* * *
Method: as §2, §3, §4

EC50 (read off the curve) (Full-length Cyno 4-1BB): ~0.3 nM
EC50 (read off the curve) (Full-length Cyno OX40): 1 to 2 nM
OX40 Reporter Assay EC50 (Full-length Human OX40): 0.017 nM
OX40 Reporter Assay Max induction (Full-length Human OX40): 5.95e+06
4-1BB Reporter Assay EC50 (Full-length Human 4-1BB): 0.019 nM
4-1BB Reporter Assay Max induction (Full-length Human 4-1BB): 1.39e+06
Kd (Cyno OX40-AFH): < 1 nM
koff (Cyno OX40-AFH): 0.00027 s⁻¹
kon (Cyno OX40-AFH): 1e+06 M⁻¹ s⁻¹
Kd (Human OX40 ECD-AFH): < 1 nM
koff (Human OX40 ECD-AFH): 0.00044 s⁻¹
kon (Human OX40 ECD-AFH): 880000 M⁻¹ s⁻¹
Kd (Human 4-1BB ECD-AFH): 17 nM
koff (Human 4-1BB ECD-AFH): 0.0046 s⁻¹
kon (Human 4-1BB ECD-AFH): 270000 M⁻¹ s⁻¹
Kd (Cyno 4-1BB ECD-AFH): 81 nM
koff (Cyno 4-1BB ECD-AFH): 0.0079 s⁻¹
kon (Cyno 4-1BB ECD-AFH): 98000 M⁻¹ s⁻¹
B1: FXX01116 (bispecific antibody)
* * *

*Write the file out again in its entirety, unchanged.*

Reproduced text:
Method: as §2, §3, §4

EC50 (read off the curve) (Full-length Cyno 4-1BB): ~0.3 nM
EC50 (read off the curve) (Full-length Cyno OX40): 1 to 2 nM
OX40 Reporter Assay EC50 (Full-length Human OX40): 0.017 nM
OX40 Reporter Assay Max induction (Full-length Human OX40): 5.95e+06
4-1BB Reporter Assay EC50 (Full-length Human 4-1BB): 0.019 nM
4-1BB Reporter Assay Max induction (Full-length Human 4-1BB): 1.39e+06
Kd (Cyno OX40-AFH): < 1 nM
koff (Cyno OX40-AFH): 0.00027 s⁻¹
kon (Cyno OX40-AFH): 1e+06 M⁻¹ s⁻¹
Kd (Human OX40 ECD-AFH): < 1 nM
koff (Human OX40 ECD-AFH): 0.00044 s⁻¹
kon (Human OX40 ECD-AFH): 880000 M⁻¹ s⁻¹
Kd (Human 4-1BB ECD-AFH): 17 nM
koff (Human 4-1BB ECD-AFH): 0.0046 s⁻¹
kon (Human 4-1BB ECD-AFH): 270000 M⁻¹ s⁻¹
Kd (Cyno 4-1BB ECD-AFH): 81 nM
koff (Cyno 4-1BB ECD-AFH): 0.0079 s⁻¹
kon (Cyno 4-1BB ECD-AFH): 98000 M⁻¹ s⁻¹
B1: FXX01116 (bispecific antibody)